CDOT releases study assessing risks of hazmat vehicles in Eisenhower Tunnel
A study conducted by the Colorado Department of Transportation is providing new insights into the feasibility of allowing hazardous materials to be transported through the Eisenhower/Johnson Memorial Tunnels.
In April 2019, Gov. Jared Polis signed a bill into law requiring CDOT to conduct a study to assess under what circumstances hazmat vehicles should be allowed inside the tunnels, weigh the potential benefits and risks of moving the vehicles off Loveland Pass and mitigate any risks identified.
“I think everybody brings their own viewpoints to the table, and the goal of this study was to try and look at the risks objectively and take some of the emotion out of it on both sides,” CDOT Chief Engineer Steve Harelson said. “Each of the interest groups have very convincing arguments as to the wisdom of their viewpoints. In the trucking industry, running trucks over Loveland Pass in the teeth of a winter storm is scary, and it’s risky for those drivers. There are some environmental risks that perhaps are undersold a little bit.
“On the other hand, running trucks through that tunnel, if one of those trucks had an incident, that tunnel would be out of commission for quite a while. That’s equally scary. You can’t really gauge how scary each of those is unless you can identify what the true risk is using the best statistical analysis available.”
The study was comprehensive. CDOT brought in an international team of expert risk analysts, tunnel specialists, and fire and life safety authorities to collect data on topics including routing, traffic and crashes, tunnel design and more. The group also used a pair of sophisticated modeling tools to help assess risk, including the Tunnel Risk Model, a simulation-based system that offers analysis using fire, toxic gas and propane scenarios; and the Dangerous Goods Quantitative Risk Assessment Model, which follows an event-tree approach to evaluate the probability of different scenarios and the expected consequences.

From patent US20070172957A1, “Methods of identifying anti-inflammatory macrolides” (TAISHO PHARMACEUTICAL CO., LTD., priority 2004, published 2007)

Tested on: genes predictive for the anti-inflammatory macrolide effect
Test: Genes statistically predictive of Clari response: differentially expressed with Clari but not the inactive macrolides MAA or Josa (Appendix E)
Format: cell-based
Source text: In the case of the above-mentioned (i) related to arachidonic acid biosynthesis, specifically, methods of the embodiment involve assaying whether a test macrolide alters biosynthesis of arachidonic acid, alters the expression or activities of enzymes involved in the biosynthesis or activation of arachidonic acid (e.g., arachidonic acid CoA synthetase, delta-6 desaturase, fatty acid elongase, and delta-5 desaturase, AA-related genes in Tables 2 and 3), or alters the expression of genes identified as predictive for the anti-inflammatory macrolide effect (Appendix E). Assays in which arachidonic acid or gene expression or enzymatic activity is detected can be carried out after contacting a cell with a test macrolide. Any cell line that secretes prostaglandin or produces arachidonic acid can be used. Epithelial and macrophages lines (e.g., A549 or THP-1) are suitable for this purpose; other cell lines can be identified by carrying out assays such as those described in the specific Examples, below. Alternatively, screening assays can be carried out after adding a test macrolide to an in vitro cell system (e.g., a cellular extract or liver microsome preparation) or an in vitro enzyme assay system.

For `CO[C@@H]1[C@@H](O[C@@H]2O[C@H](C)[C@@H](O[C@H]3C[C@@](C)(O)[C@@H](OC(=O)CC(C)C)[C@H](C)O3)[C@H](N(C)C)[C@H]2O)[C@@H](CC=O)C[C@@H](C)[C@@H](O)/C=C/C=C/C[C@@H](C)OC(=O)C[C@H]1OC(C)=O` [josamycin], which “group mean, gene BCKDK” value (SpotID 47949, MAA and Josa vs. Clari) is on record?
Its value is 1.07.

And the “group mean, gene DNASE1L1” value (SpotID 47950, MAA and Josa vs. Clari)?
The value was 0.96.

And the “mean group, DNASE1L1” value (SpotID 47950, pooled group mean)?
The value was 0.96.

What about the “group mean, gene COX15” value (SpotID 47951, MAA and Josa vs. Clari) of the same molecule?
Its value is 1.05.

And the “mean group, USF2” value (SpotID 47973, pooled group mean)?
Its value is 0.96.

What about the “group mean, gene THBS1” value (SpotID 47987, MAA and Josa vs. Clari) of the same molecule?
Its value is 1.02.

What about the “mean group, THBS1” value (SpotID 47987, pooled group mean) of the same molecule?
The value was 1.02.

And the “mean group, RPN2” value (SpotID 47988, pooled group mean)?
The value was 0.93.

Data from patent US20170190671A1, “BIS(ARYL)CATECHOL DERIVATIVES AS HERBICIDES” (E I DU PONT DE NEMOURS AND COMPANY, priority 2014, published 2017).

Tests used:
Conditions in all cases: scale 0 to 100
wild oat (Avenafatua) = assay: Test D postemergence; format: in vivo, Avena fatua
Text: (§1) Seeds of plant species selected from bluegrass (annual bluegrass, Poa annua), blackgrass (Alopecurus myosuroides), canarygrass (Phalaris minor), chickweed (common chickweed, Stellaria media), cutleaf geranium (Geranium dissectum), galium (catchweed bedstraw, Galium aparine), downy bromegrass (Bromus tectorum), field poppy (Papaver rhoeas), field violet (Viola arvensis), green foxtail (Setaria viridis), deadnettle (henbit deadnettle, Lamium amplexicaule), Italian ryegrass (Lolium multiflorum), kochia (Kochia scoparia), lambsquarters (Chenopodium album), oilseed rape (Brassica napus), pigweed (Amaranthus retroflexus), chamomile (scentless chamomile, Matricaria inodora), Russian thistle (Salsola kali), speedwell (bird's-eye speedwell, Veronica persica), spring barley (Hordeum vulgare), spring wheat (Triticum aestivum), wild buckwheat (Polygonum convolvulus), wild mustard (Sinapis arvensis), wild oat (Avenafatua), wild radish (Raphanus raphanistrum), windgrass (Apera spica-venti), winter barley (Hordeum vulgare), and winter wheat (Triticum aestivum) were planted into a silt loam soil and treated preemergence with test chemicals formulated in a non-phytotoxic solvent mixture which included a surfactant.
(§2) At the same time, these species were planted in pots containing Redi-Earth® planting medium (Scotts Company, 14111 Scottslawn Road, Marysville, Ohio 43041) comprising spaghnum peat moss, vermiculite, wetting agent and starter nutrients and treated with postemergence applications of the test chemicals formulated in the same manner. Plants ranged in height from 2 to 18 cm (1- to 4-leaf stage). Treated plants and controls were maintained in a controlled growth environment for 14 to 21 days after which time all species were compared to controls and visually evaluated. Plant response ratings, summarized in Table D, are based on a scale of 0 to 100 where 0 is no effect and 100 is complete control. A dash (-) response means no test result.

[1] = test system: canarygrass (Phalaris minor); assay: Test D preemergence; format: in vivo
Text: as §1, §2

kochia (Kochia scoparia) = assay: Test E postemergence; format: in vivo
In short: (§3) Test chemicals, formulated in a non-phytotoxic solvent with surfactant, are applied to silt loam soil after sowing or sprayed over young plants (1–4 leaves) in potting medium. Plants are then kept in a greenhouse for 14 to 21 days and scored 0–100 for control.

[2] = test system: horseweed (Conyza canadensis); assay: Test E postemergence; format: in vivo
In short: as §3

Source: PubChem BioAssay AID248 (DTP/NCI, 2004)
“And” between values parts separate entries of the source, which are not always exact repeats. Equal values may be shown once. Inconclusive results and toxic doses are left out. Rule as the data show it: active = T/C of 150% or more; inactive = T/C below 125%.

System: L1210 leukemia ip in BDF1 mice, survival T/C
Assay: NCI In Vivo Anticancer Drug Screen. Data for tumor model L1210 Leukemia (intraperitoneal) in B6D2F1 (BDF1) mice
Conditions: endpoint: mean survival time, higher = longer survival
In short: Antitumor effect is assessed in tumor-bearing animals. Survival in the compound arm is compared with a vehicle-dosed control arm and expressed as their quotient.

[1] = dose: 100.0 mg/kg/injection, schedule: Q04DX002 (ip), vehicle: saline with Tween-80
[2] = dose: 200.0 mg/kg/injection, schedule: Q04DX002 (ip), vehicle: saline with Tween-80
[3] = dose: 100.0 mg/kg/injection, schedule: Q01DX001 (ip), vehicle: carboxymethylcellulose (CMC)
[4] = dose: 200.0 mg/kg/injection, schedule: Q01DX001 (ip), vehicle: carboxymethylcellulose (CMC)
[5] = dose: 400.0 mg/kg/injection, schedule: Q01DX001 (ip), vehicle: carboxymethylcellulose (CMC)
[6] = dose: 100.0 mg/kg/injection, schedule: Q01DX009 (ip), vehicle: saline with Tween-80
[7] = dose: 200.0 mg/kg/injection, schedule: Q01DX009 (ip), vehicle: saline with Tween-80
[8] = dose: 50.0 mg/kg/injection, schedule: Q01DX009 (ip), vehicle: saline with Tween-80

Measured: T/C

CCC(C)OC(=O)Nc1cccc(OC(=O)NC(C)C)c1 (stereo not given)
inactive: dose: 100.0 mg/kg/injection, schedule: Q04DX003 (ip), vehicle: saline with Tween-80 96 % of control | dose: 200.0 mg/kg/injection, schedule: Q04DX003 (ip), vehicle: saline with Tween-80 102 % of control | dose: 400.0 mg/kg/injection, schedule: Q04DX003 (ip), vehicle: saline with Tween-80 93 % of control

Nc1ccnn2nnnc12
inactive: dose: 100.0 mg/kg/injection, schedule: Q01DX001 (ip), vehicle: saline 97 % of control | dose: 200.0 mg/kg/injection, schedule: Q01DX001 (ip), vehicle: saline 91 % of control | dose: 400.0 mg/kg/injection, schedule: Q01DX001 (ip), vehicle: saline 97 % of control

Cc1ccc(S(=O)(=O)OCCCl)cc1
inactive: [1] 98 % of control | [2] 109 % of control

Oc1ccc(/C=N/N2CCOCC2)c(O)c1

Numerous stakeholders also provided input on the study, including several local entities such as Summit County, Dillon, Silverthorne, Keystone, Summit Fire & EMS and others.
Currently, hazmat vehicles are required to use Loveland Pass when it is open and are allowed to travel through the tunnels at the top of each hour when the pass is closed, a process that typically includes a 15-20 minute closure to allow the vehicles to make their way through without any other traffic. According to the study, an average of more than eight hazmat vehicles make their way over Loveland Pass each hour in both directions, and about 2,429 hazmat vehicles travel through the tunnels each year when the pass is closed.
Because of the current rules, the Eisenhower/Johnson Memorial Tunnels have never had a hazmat incident in almost 50 years of operation. Conversely, between 2010 and 2020, there were 13 hazmat incidents on U.S. Highway 6 between mileposts 213 and 228 over Loveland Pass and 25 incidents on Interstate 70 between the west side of the tunnel and Silverthorne.
But it’s clear the potential impacts of such an event could be catastrophic. Harelson pointed to the 1999 Mont Blanc tunnel fire in France, a now legendary incident among industry experts in which a truck carrying flour and margarine ignited inside the tunnel. The resulting blaze killed 39 people and kept the tunnel closed for three years while officials reckoned with the tragedy and overhauled the tunnel’s safety features.
“It was probably around a 200 megawatt fire, which is similar to what we think a petroleum tank would cause if it was fully engulfed,” Harelson said.